One of the biggest challenges for HR and front line managers is working out whether their employees are actually working while they’re at work. From video surveillance to biometric IDs to key stroke tracking – there are any number of ways to watch the workplace. However, they’re not all legal. HRM looks into two cases that shed light on this grey area of the law.
Recording employees while they work can be problematic in two ways: privacy and evidentiary. Privacy concerns mean employers in general cannot record employees without their knowledge, and courts have shown that not all workplace video recording will be accepted as evidence.
However, the Landmark 2004 case Eastmond v. CP Railway
showed that it can be legal to to record certain areas of a workplace. CP employee Erwin Eastmond objected to the on-going video surveillance of CP’s Toronto railyard, which was intended to prevent theft and vandalism, arguing that it was an invasion of his privacy.
Although the privacy commissioner initially upheld the claim, it was overturned on appeal. Federal Court of Canada Judge François Lemieux found that CP could record its employees because it was not doing so covertly and the recordings were only reviewed and kept if a crime was committed. Essentially the recording were part of an investigation, albeit it an on-going one into a crime that had not happened yet.
HR lesson: the Court can support the use of video surveillance in some circumstances when it is overt and only used for the stated purpose (in this case, to prevent crime)
Plenty of workplaces use swipe cards and other means to track employees start and finish times, and sometimes movement through specific areas. Canadian case law is not consistent on whether biometric scanners infringe on an employee’s privacy interests, however, employers have still had some legal issues implementing biometric IDs. One surprising case shows how the use of biometric technology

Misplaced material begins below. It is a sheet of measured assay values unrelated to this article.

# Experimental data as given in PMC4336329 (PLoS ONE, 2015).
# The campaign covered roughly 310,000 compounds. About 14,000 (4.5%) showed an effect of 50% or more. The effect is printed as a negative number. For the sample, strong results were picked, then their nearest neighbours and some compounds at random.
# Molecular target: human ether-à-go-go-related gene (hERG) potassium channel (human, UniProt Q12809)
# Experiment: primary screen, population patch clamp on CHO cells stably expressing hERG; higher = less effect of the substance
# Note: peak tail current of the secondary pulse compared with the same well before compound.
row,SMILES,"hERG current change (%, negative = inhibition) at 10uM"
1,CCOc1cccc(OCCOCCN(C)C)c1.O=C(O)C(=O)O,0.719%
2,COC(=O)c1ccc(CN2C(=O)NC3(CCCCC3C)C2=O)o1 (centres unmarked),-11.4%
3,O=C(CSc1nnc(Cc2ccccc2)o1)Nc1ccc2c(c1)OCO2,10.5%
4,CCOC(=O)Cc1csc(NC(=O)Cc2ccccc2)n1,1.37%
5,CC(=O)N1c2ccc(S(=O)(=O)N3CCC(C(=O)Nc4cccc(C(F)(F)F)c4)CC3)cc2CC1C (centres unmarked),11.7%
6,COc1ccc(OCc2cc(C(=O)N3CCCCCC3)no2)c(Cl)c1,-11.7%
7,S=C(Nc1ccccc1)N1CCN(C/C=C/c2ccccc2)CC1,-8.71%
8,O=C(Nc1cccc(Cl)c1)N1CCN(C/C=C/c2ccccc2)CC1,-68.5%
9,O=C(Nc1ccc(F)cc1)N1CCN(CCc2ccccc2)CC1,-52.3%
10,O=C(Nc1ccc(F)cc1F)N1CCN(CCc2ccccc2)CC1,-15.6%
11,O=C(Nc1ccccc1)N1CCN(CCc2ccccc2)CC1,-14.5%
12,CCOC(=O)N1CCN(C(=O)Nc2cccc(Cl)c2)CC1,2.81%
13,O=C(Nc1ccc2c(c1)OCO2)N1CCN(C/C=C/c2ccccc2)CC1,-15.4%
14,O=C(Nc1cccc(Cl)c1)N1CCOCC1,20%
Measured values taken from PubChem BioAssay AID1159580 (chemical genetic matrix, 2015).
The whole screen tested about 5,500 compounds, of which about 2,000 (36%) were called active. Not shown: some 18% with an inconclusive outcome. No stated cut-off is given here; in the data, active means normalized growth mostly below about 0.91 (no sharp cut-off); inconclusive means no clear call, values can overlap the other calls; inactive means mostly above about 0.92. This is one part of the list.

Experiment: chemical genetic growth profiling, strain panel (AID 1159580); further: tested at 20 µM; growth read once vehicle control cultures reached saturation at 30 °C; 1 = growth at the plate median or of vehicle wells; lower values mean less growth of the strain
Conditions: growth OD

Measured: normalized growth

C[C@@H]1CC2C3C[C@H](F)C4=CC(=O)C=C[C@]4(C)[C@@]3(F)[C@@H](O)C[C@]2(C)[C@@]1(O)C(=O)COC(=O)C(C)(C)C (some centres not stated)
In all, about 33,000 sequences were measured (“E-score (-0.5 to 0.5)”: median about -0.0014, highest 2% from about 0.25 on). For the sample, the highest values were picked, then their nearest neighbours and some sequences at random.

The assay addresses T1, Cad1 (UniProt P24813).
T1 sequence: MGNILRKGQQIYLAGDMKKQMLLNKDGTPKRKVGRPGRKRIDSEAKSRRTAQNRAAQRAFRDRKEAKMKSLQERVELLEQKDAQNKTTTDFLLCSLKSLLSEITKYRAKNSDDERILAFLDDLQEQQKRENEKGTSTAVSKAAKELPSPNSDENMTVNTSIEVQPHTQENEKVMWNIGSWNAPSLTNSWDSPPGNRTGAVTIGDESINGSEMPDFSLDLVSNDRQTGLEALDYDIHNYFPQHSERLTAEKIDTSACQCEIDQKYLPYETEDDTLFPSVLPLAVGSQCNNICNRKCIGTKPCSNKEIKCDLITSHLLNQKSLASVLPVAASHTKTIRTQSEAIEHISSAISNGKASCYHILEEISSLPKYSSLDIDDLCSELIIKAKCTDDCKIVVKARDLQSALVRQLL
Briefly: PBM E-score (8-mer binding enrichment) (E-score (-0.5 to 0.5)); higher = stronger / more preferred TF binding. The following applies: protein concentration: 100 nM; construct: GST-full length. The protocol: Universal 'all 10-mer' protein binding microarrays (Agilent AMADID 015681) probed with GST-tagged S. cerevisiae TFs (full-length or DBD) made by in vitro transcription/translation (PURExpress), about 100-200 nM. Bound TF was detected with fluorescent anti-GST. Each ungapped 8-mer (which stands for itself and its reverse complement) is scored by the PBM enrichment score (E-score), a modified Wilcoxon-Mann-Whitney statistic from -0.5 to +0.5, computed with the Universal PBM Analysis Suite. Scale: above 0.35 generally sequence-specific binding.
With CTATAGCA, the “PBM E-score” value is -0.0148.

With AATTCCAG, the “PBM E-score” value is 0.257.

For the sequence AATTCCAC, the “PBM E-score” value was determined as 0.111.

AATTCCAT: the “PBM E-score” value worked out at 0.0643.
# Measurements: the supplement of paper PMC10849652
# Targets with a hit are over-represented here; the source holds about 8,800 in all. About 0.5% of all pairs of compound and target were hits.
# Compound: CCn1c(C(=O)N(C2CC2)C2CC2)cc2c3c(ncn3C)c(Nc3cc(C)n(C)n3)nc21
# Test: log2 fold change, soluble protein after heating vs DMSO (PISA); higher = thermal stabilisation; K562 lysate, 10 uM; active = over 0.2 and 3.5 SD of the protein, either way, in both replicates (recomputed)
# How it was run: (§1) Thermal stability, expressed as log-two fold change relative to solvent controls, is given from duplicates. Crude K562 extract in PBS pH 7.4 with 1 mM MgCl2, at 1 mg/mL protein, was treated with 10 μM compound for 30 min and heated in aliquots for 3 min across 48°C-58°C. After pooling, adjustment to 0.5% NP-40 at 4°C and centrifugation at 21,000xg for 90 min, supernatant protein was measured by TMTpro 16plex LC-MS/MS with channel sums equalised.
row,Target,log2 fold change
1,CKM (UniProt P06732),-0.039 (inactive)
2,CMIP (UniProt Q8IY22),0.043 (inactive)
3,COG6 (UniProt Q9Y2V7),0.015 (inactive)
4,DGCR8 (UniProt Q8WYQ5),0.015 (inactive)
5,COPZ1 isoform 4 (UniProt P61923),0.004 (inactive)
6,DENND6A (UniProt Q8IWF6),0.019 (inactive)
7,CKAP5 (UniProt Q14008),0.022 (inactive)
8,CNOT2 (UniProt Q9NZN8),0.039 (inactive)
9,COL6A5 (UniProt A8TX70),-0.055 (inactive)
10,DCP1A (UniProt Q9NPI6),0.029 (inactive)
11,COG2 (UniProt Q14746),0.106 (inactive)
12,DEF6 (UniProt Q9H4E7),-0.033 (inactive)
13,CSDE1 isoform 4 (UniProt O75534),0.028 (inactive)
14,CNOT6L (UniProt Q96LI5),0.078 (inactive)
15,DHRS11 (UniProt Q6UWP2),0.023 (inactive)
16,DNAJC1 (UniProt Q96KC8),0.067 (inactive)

exposed one unlucky employer to employee claims of discrimination and ‘eternal damnation’ from its Pentecostal employees.
When 407 ETR Concession Company Ltd introduce biometric hand scanners, which assigned a number to each employee’s handprint, it soon faced complaints based on religious beliefs. Three employees who were members of the Pentecostal faith claimed that if they were in any way associated with the “mark of the Beast”, the number 666, they risked damnation. They requested accommodation and were eventually terminated for refusing to use the scanners.
A 2007 arbitration decision found that employees’ beliefs were "sincerely held" religious beliefs and they were therefore they were entitled to accommodation. The arbitrator also found it would not have constituted undue hardship for the employer to make an exception for the employees.
The key issue was that according to an expert witness, the system could have been modified to include a swipe card and password system for the objecting employees (whose religion prevented the taking of any measurement of a body part that would be quantified by a number.).
Lessons for HR: when implementing biometric technology, HR must show they have considered all options for accommodating employee requests (no matter how strange)
Read Part Two on: key stroke tracking and computer use monitoring